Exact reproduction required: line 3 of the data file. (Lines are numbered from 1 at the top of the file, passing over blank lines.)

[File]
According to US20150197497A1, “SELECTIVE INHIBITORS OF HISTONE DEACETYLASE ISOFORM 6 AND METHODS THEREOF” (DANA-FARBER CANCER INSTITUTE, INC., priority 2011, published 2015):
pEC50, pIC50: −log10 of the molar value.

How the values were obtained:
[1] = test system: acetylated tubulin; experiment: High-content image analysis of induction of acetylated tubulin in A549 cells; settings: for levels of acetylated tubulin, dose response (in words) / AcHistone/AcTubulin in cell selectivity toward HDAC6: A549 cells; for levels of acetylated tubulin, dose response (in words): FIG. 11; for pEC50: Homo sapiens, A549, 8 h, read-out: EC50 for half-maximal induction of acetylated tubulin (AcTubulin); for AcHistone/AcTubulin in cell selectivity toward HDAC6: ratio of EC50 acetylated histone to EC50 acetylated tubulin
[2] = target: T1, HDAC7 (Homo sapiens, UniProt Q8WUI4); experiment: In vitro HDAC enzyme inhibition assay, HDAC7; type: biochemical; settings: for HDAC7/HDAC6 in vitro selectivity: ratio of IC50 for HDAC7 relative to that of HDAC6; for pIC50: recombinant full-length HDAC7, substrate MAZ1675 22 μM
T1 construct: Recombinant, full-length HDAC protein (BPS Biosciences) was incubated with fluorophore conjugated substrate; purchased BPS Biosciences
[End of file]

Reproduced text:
How the values were obtained: